Putting together this issue, we spoke about the concept of being Lost, since the idea is universally appealing to travelers (see the concept of “lost paradise”; see the book Lost Horizon; think of El Dorado, or Atlantis, or any number of fabled lost civilizations). But instead, we ended up tackling the idea from a number of different angles, sometimes serendipitously.
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As part of an introduction to a collection of difﬁcult and beautiful poems, a poet wrote about bewilderment, and how it is essentially a mystical experience. Literally, to be bewildered is to be lost in the wilderness, to be left where there is nothing familiar, to be cast into the strange.
Putting together this issue, we spoke about the concept of being Lost, since the idea is universally appealing to travelers(see the concept of “lost paradise”; see the book Lost Horizon; think of El Dorado, or Atlantis, or any number of fabled lost civilizations). But instead we ended up tackling the idea from a number of different angles, sometimes serendipitously. Nina Unlay’s trip to get a tattoo from Whang-Od was supposed to be fairly straightforward, but events conspired to bewilder her. Having to abandon her trip not even halfway, the journey turned out to be far more interesting. Instead of an overland trip, she had to confront an idea instead: How is it, she asks, that Whang-Od is more real as a concept than ﬂesh-and-blood reality to most of us? Why do so many people feel a familiarity with her, why do we feel like we own her?
In another story, we visit Maguindanao, a province lost to popular consciousness, and perhaps lost to the rest of the country in terms of politics, too. Throw back the covers, we are urged, and see how its complex, proud (and sometimes violent) history can shape both its people and its foodways.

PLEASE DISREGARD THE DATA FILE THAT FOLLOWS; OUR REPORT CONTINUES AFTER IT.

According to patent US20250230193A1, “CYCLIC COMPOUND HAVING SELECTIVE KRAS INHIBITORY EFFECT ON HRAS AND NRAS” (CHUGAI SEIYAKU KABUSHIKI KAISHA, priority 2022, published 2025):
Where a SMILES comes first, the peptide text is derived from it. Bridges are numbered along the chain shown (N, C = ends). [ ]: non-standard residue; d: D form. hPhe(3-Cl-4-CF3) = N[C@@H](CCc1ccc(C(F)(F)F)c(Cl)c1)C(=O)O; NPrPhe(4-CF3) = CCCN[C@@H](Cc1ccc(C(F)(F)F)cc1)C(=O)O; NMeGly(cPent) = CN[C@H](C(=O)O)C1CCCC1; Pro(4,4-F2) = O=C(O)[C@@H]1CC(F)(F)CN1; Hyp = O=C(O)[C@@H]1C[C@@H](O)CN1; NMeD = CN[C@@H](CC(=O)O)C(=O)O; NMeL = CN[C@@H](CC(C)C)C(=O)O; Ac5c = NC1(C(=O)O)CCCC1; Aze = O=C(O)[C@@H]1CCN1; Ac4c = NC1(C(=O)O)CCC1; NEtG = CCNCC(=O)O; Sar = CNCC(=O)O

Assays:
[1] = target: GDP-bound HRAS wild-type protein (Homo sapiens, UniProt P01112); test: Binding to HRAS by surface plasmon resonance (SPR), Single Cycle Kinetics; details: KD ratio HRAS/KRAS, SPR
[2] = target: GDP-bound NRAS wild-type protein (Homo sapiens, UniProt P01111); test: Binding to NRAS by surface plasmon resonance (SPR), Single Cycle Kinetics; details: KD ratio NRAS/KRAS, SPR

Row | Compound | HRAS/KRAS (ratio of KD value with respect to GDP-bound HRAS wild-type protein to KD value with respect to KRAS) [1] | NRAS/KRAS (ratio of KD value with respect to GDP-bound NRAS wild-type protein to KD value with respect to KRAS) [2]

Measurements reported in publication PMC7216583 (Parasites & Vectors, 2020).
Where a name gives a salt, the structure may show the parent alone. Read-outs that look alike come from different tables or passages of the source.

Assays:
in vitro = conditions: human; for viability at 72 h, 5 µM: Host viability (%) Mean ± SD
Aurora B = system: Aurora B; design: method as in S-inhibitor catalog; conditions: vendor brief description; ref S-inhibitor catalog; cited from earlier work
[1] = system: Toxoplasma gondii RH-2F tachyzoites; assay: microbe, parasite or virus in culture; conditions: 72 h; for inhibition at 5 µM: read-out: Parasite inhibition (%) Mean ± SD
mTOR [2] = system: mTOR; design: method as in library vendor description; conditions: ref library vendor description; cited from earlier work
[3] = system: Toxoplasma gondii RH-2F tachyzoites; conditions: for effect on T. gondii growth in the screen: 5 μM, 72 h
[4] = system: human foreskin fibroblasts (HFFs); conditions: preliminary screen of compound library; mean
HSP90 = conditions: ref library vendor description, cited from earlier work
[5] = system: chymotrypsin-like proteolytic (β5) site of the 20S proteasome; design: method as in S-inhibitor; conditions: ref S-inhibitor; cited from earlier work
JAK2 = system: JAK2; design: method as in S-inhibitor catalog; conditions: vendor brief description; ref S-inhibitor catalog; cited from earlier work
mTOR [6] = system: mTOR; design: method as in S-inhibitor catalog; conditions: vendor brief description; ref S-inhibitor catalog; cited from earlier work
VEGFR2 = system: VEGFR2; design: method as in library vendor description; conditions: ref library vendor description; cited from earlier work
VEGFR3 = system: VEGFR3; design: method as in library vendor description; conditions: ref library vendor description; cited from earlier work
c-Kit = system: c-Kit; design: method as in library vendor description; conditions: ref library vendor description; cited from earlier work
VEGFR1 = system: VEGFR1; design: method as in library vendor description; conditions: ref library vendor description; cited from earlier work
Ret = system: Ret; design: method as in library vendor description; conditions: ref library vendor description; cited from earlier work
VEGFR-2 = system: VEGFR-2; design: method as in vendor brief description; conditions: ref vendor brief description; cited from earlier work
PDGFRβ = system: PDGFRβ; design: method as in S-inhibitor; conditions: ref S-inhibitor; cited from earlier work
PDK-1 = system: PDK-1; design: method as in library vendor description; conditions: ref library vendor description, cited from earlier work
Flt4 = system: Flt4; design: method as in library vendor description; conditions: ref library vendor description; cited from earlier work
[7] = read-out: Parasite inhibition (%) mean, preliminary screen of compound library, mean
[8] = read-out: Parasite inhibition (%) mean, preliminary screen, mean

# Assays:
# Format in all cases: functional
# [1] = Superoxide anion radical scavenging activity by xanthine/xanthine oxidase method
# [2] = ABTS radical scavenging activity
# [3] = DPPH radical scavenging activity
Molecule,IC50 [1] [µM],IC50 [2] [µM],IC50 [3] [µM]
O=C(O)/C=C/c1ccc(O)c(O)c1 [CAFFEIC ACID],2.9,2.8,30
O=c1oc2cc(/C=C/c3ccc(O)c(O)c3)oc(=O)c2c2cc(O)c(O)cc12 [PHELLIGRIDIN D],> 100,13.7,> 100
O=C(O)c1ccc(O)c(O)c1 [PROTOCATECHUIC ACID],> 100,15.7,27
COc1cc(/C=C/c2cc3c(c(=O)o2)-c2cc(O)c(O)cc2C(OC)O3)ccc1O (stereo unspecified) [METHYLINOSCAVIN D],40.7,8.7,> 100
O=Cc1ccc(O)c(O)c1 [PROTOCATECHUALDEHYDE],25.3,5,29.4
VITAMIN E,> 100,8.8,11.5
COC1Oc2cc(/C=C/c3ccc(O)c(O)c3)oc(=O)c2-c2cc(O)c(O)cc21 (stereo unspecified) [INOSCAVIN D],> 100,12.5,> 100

The centerpiece of this issue, of course, is the story of the second GRID Expedition, which we have also released as a series of videos. If last year’s Expedition sought to showcase the Cordilleras and the incredible athletes on its trails, this year we’ve decided to go deeper, ﬁguratively and literally. Going to the Tañon Strait, we take a hard look at the many threats facing the waters here and elsewhere—but more importantly, we met the people who are making a difference in humanity’s ﬁght for survival. “Landwalkers,” one of our Expedition crew members would call us jokingly, poking fun at our laughable tendency to think that the only things worth anything happen on dry land. But no: to go underwater is to be thrust into an alien environment—perhaps the most bewildering thing of all.
The thing about being well and truly lost is that, in this state of utter bewilderment, our minds make space: for wonder, for awe, for all possibilities. In bewilderment, we can make space for hope.